Page 19 - The Four Lives of the Micmac Copper Pot
ISSUE : Issue 24
Published by Ronald Caplan on 1979/12/1
Somewhat perplexingly, there was an exten? sion of this primary pit • a "much less carefully prepared" cyst • that was evi? dently added onto the other at a somewhat later date. Each of the four kettles in this annex was "mutilated; some were badly crushed by deliberate flattening under heavy pressure (jumped on?), and the bal? ance were slashed with an axe. All had been evidently 'killed' to release the spirit of the dead at burial." Harper excavated a similar burial complex the following year, 1956, where he found two layers of bodies. The lowest stratum contained a profusion of both French trade goods and native handicrafts. Of the for? mer, several kettles had been "crushed or completely smashed" to form an under sheet, upon which were axes, chisels, scrapers, spears "and other French iron material," strung beads, and two woolen blankets. Reed baskets, rush matting, a birchbark dish, fragments of a wooden box, the usual birchbark sheets, and a stack of pelts (deer, moose, bear, and squirrel) com? prised the aboriginal contribution. Immediately above this Harper excavated another burial: an inverted copper kettle shielding a skull and several long bones, adjoining a second kettle "wrapped snugly in sewn birch bark sheeting" placed over a small pile of what had once been food. The impression one gets is that some kettles were spared mutilation in order to serve as a protective shield for grave goods and the bones of the deceased, while others were ripped apart so as to sheathe the grave floor with metal, while still others were, ceremonially slain to provide the spirit of the deceased With the spirit of this most useful vessel in the afterlife. Yet such "foolish fancy," as Le Clercq un? charitably put it, came to an end in the quarter of the century. But a kettle, like a cat, has several lives • in this case four. As well as being a commodity of exchange and a cherished cooking vessel, a popular piece of grave furniture, and an interloper in the Micmac pantheon of spirits, the copper kettle served in addition a geographical-social function: it contributed to the dissolu? tion of the traditional mode of settle? ment and, more ambiguously, land tenure.... The earliest archaeological evidence on these Indians, presumably Micmac, seems to indicate that they occupied coastal fish? ing and shellfishing campsites year-round. Naturally, we have no conception of their mode of land tenure at this early date. Evidently sometime in the late twelfth century, perhaps in response to a marked climatic cooling in the North Atlantic, this pattern shifted: winters were there? after spent in the interior. Something comparable to this occurred in central and eastern Maine in late prehistoric-proto- historic times, writes the Maine archaeol? ogist Bruce J. Bourque. An examination of three coastal sites disclosed that their inhabitants were occupying the coast dur? ing the late winter and early spring (March through May), whereas historic rec? ords show that by 1550 Maine Indians were passing this quarter hunting, trapping, and fishing in the interior. Bourque con? templates two viable explanations for this turn-about: either it was due to the so- called Little Ice Age, just referred to, or it is indicative of a decision to par? ticipate in a remarkably precocious Euro? pean fur trade. Significantly, these Maine Indians were visiting the coast in the late spring. WKcn in Sydney, stop by our nev'r showroom at 525 Vulcan Ave., 50,000 sq.ft. of furniture, appliances, all under one roof. /dlUMMlZ /houuroom/ S uuorehou/e V4e Specaaj.ize in Camping Equipment and Clothing of All Kinds as well as Hardware, Plumbing and Electrical Supplies Reuben McEvoys General Store Ltd. JNQONISH VBMSR Open all year at the entrance to the beautiful Cape Breton HighlaiMls National Park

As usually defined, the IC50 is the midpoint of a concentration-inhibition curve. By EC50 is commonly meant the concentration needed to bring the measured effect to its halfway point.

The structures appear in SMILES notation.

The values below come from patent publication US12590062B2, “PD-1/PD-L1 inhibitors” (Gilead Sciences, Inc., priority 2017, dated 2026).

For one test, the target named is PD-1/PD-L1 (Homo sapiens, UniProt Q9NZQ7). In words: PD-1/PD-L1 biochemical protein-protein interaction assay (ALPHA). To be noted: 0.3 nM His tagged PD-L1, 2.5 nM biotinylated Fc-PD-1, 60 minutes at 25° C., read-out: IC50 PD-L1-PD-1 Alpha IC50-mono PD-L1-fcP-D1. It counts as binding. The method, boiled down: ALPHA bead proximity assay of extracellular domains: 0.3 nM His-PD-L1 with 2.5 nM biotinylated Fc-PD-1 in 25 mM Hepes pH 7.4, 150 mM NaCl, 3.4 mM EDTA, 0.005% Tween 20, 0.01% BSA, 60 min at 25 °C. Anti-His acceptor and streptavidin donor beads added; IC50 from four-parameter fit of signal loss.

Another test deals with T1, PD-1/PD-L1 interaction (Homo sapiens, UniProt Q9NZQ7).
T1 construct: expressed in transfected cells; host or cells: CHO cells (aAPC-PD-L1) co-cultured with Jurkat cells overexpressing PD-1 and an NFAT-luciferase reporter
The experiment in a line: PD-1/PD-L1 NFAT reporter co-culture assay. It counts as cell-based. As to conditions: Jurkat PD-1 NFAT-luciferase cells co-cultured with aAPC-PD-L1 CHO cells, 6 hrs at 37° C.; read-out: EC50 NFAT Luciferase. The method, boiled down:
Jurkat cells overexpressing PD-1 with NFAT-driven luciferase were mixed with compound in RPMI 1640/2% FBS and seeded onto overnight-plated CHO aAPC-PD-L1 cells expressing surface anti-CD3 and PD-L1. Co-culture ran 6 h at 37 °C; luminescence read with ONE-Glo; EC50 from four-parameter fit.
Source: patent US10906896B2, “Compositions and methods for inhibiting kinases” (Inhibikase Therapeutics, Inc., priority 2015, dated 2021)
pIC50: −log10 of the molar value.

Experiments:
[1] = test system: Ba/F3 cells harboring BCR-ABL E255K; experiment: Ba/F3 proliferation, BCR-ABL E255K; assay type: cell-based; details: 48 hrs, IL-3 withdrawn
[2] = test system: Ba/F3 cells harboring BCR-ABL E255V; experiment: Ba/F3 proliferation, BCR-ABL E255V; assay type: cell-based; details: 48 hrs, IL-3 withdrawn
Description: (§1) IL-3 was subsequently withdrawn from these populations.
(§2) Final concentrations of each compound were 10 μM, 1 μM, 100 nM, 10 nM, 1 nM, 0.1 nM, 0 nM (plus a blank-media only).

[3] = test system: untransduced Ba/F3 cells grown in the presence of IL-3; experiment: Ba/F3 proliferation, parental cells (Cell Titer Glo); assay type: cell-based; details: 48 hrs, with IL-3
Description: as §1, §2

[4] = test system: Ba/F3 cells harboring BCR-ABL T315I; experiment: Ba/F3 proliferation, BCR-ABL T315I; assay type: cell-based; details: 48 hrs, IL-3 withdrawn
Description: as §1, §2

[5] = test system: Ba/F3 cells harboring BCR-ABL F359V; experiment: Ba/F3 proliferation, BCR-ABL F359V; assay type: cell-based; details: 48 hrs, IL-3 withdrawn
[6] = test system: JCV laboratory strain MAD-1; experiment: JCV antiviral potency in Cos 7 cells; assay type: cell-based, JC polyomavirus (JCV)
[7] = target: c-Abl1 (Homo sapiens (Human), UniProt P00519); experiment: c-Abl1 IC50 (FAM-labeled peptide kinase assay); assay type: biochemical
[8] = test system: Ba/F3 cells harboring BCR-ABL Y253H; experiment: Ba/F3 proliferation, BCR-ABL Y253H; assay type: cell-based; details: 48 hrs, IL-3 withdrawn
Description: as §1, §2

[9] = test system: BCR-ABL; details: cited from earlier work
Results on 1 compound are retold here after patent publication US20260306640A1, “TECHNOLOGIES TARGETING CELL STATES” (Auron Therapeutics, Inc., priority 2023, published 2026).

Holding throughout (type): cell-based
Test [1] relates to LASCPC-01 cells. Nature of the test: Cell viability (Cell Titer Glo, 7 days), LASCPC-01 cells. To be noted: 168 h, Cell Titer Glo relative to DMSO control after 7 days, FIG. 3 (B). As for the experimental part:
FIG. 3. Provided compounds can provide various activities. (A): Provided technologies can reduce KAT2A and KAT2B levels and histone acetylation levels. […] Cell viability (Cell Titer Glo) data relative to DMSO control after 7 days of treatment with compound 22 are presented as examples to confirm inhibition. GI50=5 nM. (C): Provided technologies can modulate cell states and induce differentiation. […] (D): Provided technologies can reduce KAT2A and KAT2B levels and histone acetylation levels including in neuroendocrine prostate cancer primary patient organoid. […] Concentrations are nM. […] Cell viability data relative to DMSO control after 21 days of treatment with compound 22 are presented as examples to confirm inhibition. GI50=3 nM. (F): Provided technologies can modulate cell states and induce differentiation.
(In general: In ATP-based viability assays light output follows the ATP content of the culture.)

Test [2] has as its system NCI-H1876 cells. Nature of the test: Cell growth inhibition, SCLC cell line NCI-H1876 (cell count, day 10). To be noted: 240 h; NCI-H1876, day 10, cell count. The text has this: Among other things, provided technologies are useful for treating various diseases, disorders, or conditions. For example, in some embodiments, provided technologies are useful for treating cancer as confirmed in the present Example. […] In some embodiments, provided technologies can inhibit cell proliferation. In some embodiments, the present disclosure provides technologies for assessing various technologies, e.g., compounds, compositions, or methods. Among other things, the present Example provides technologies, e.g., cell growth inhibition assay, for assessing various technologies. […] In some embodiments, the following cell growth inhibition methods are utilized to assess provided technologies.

Cape Breton's Magazine